A Society for Human Resource Management (SHRM) survey on the HR outsourcing efforts of 891 organizations came up with these findings:
- Nearly half of respondents (49%) felt that HR saved money for their business, while 28% felt it cost them money, and only 3% said costs remained about the same.
- The vast majority (85%) were “satisfied” or “very satisfied” with their HR services.
- Only 10% reported dissatisfaction with their vendor relationships.
In a separate SHRM survey, the most commonly outsourced aspect of HR was employee assistance and counseling (62%), followed by flexible spending account administration (60%), background and criminal background checks (52%), COBRA (45%), pension benefits administration (33%), retirement benefits administration (31%), retirement planning (28%), health care benefits administration (27%), temporary staffing (25%), wellness programs (22%), and risk management and Workers Compensation (21%). Many companies outsourced these functions partially and very few of them did it completely in-house.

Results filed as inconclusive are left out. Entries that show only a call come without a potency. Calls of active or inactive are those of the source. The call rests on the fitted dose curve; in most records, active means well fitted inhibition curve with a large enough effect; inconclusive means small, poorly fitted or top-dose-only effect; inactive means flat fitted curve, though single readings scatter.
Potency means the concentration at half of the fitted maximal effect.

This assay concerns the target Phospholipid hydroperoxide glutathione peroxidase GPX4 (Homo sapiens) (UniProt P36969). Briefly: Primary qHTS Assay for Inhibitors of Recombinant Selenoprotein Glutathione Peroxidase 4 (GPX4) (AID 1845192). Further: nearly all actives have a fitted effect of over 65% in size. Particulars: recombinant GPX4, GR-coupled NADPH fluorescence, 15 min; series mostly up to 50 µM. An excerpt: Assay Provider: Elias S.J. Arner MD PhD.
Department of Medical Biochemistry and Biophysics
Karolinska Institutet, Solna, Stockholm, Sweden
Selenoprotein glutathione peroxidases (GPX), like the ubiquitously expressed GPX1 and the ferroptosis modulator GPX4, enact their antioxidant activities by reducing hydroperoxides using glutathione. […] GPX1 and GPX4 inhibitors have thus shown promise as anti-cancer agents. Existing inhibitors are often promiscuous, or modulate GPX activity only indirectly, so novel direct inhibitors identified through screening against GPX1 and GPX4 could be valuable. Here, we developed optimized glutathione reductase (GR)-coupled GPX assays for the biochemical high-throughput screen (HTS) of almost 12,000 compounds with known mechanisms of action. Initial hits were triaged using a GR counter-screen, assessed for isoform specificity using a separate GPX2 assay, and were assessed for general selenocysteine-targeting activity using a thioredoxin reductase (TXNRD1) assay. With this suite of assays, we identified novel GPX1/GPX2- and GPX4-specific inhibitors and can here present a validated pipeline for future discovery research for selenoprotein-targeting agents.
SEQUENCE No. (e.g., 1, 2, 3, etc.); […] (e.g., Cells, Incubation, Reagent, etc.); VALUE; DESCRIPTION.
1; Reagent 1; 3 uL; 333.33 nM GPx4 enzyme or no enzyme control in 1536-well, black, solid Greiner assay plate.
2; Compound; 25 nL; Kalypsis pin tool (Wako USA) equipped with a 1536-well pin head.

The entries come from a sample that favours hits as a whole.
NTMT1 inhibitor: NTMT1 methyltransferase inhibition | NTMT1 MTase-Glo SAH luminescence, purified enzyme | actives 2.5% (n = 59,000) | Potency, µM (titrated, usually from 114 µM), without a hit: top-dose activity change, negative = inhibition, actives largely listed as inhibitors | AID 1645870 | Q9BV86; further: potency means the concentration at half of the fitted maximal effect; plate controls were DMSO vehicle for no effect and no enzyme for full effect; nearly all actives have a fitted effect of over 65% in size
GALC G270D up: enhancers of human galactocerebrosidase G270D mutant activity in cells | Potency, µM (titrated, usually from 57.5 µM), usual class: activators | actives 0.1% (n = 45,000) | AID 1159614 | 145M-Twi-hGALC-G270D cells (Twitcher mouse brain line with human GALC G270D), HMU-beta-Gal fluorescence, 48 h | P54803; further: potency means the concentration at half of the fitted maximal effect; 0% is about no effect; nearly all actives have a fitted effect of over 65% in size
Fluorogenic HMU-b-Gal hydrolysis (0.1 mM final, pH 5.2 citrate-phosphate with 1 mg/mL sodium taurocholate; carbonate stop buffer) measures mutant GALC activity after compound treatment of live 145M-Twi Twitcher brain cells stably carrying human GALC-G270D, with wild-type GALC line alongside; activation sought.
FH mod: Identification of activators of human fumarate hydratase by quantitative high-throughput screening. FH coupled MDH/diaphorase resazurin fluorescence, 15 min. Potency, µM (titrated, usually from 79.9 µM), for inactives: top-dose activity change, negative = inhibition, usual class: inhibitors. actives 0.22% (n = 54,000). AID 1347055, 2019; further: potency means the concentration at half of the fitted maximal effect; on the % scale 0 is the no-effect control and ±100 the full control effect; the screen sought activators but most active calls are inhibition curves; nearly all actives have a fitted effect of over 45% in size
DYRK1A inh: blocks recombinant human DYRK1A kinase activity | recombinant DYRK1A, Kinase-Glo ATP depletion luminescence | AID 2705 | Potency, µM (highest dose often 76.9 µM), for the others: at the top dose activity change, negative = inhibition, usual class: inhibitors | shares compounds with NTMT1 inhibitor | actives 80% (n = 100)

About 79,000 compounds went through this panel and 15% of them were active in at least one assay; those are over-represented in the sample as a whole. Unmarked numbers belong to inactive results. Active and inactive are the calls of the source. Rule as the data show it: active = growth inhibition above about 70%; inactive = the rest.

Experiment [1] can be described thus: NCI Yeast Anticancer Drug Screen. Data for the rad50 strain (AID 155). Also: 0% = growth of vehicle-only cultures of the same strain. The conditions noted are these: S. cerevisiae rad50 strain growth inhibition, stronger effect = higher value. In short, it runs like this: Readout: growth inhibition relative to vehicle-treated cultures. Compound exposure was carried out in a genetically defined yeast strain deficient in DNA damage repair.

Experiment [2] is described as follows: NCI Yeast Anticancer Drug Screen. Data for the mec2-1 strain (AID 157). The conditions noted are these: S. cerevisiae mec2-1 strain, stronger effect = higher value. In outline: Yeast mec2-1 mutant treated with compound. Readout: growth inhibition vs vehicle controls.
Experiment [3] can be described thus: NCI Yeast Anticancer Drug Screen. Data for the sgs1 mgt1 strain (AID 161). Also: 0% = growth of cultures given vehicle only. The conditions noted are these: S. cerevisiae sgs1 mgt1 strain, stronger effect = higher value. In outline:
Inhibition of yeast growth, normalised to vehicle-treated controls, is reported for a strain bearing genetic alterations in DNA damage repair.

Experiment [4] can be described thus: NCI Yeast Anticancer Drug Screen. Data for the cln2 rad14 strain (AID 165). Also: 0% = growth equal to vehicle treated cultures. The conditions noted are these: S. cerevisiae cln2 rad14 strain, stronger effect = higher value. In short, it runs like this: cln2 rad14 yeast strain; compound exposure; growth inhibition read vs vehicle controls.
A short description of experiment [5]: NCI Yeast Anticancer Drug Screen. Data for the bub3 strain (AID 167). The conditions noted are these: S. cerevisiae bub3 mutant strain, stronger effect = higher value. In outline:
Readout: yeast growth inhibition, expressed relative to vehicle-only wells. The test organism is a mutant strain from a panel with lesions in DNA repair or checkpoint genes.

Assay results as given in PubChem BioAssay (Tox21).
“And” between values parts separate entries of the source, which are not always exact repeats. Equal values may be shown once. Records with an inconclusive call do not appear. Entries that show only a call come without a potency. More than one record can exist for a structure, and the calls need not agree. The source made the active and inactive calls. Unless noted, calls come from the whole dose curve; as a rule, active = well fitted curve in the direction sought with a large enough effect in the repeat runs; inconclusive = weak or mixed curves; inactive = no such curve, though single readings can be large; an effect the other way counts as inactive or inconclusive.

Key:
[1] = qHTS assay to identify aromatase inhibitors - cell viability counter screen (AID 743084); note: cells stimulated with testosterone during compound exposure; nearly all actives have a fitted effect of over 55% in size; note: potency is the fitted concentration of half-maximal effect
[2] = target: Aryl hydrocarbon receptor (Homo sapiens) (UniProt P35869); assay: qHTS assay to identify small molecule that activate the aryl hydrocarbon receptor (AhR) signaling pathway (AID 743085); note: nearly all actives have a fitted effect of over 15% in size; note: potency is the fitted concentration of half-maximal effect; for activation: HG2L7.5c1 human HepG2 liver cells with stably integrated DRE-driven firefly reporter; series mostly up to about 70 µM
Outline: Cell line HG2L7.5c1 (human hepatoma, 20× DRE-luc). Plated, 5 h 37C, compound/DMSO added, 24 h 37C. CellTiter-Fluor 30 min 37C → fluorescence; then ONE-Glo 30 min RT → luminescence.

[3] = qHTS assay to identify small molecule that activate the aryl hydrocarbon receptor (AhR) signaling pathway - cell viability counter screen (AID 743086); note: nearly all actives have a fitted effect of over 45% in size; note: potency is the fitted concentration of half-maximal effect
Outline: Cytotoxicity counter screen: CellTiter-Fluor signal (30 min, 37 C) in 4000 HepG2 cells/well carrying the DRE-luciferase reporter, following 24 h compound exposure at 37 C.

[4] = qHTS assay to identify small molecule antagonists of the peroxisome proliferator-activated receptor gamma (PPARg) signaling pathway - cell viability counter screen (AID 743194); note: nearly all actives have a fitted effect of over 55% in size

When you think about it, those HR functions peripheral to a company’s core competencies should be outsourced. Dr. Deming preached that administrative duties should either be delegated or outsourced. Of course, the two most significant areas involve people’s health or money — not a core competency of any company. When it comes to functions such as training, performance management, payroll administration, compensation, and so on, most companies keep these activities in house.
More than four in five (82%) of the companies that use the HR That Works program stated that they would use it more if they had more time. One way to get this time is to outsource low-common-denominator administrative duties such as those just mentioned. If you’re involved in HR and running payroll reports takes up a third of your time while you have no time for strategic activities, it would make sense to outsource the payroll function.